+ ! * String breakup flavour parameters +
+ StringFlav:probStoUD = 0.21 ! StrangenesstoUD ratio +
+ StringFlav:mesonUDvector = 0.45 ! Lightflavour vector suppression +
+ StringFlav:mesonSvector = 0.555 ! Strange vectormeson suppression +
+ StringFlav:mesonCvector = 1.03 ! Charm vectormeson suppression +
+ StringFlav:mesonBvector = 2.2 ! Bottom vectormeson suppression +
+ StringFlav:probQQtoQ = 0.077 ! Diquark rate (for baryon production) +
+ StringFlav:probSQtoQQ = 1.0 ! Optional Strange diquark suppression +
+ StringFlav:probQQ1toQQ0 = 0.027 ! Vector diquark suppression +
+ StringFlav:etaSup = 0.53 ! Eta suppression +
+ StringFlav:etaPrimeSup = 0.105 ! Eta’ suppression +
+ StringFlav:decupletSup = 1.0 ! Optional Spin3/2 Baryon Suppression +
+ StringFlav:popcornSpair = 0.9 ! Popcorn +
+ StringFlav:popcornSmeson = 0.5 ! Popcorn +
+ StringZ:rFactC = 1.60 ! Bowler parameter for c quarks +
+ StringZ:rFactB = 1.1 ! Bowler parameter for b quarks +
+ StringZ:useNonstandardB = true ! Special treatment for b quarks +
+ StringZ:aNonstandardB = 0.82 ! a parameter for b quarks +
+ StringZ:bNonstandardB = 1.4 ! b parameter for b quarks +
4.2.2 Drell–Yan
In Figs. 22, 23 and 24 we show a set of observables in Drell–Yan events with ATLAS data from [105] and [106] and CMS data from [92] and [107]. We show predictions of default Vincia 2.0 in red, Vincia 2.0 wimpy (representing an ordinary shower, starting at the factorisation scale, i.e. no hard jets, no MECs, and strong ordering) in green, and Pythia 8.2 in blue. The Vincia 2.001 results correspond to the following default parameter choices:
#+ Perturbative shower parameters +
+ Vincia:CMWtypeII = 2 ! CMW rescaling of Lambda for II antennae +
+ Vincia:CMWtypeIF = 2 ! CMW rescaling of Lambda for IF antennae +
+ Vincia:alphaSkMuI = 0.75 ! Renormalisationscale prefactor for ISR +
+ ! emissions +
+ Vincia:alphaSkMuSplitI = 0.7 ! " for g>qq splittings +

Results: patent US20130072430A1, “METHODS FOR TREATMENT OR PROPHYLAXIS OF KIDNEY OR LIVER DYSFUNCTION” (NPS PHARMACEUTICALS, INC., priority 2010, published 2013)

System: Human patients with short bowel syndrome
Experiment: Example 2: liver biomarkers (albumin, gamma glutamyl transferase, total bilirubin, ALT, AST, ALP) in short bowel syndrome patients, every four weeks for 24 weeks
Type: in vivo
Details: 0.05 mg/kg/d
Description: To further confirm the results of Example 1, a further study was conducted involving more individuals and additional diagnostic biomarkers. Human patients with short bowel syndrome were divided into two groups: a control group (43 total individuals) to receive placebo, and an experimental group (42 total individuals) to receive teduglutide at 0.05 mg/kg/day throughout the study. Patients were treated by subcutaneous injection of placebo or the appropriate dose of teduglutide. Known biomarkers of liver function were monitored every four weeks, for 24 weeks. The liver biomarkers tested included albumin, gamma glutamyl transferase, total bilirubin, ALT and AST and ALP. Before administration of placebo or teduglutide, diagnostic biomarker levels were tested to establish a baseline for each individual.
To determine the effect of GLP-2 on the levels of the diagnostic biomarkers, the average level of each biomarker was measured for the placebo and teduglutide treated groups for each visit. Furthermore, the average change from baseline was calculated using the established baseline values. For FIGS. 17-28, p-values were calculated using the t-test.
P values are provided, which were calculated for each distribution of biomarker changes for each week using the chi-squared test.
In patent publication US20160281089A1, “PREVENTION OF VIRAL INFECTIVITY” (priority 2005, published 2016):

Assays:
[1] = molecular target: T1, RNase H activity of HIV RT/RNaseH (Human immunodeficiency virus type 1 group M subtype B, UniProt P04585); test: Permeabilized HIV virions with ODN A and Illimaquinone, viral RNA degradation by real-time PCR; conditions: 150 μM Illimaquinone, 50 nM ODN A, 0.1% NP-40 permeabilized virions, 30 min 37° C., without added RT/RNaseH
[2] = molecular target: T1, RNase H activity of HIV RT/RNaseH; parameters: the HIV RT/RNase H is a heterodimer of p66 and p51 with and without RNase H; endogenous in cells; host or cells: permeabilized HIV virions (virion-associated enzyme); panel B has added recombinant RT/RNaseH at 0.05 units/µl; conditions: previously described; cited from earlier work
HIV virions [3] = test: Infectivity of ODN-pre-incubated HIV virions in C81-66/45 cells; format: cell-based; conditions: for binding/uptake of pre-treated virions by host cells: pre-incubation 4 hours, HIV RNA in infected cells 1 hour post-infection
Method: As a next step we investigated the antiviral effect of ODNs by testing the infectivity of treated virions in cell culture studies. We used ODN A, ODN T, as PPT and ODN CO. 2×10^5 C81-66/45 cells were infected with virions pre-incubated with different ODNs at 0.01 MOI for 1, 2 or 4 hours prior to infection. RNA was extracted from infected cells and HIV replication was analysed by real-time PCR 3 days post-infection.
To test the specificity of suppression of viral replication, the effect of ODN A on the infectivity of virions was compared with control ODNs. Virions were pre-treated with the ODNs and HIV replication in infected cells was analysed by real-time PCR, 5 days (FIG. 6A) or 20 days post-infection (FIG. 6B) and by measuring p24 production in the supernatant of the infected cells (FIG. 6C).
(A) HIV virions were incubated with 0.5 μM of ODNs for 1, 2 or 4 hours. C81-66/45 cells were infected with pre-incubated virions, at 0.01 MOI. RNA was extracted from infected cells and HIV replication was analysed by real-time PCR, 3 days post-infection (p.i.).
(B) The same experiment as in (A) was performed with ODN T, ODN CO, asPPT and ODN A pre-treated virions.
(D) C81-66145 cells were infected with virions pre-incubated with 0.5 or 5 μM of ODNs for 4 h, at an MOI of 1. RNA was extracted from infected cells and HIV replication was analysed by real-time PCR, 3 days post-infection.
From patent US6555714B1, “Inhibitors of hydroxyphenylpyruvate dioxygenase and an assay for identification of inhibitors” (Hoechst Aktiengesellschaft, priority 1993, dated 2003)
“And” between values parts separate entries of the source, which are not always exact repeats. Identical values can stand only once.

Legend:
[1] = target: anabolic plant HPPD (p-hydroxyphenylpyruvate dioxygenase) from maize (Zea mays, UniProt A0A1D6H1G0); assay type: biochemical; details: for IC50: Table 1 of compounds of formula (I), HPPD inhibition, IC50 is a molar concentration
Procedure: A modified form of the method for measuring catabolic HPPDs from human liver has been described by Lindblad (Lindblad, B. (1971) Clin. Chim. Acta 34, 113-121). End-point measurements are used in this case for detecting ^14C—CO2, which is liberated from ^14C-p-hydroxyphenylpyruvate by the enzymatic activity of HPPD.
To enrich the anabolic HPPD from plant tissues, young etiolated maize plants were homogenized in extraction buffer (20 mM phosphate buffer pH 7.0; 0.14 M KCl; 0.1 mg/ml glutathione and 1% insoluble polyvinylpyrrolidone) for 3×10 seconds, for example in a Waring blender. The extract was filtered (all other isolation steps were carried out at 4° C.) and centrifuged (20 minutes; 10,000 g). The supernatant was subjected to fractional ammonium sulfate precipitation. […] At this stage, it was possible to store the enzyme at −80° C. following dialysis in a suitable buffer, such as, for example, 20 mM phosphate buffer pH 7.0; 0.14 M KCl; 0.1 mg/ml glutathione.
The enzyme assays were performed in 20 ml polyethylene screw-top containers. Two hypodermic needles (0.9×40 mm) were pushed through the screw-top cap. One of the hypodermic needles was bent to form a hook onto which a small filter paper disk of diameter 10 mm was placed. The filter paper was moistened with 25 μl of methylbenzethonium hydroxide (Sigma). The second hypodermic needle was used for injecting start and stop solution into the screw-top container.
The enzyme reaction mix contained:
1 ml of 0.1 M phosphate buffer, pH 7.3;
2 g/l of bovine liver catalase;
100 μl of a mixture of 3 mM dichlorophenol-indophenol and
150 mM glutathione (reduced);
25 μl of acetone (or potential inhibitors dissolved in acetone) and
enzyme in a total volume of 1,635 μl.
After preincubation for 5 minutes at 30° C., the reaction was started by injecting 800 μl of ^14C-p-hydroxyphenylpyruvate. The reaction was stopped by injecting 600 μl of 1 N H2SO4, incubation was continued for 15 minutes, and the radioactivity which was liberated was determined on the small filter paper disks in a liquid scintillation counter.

+ Vincia:alphaSkMuConv = 0.7 ! " for ISR conversions +
# + Shower IR cutoff and primordial kT +
+ Vincia:cutoffScaleII = 1.0 ! Cutoff value (in GeV) for II antennae +
+ Vincia:cutoffScaleIF = 0.9 ! Cutoff value (in GeV) for IF antennae +
+ BeamRemnants:primordialKThard = 1.05 ! Primordial kT for hard interactions +
+ BeamRemnants:primordialKTsoft = 0.7 ! Primordial kT for soft interactions +
Figure 22 shows angular correlations and the transversemomentum spectrum of the Drell–Yan lepton pair. As one would expect the spectrum of Vincia 2.0 wimpy dies out at the Z mass. The prediction of default Vincia 2.0 shows too much activity in the hard tail of the spectrum which is caused by the reweighting of the event sample that includes high\(p_\perp \) jets, see Sect. 3.1. The tuning of the renormalisationscale prefactors was chosen to produce as good a compromise as possible between the regions above and below \(p_\perp \sim m_Z/2\).
4.2.3 Underlying event
Although softinclusive QCD physics is not the main focus of this version of Vincia , it is nonetheless relevant to verify that a reasonable description of the underlying event (UE) is obtained. We rely on the basic multipartoninteraction (MPI) modelling of Pythia 8 [8, 34, 108] including its default colourreconnection (CR) model, with parameters reoptimised for use with Vincia ’s initial and finalstate showers.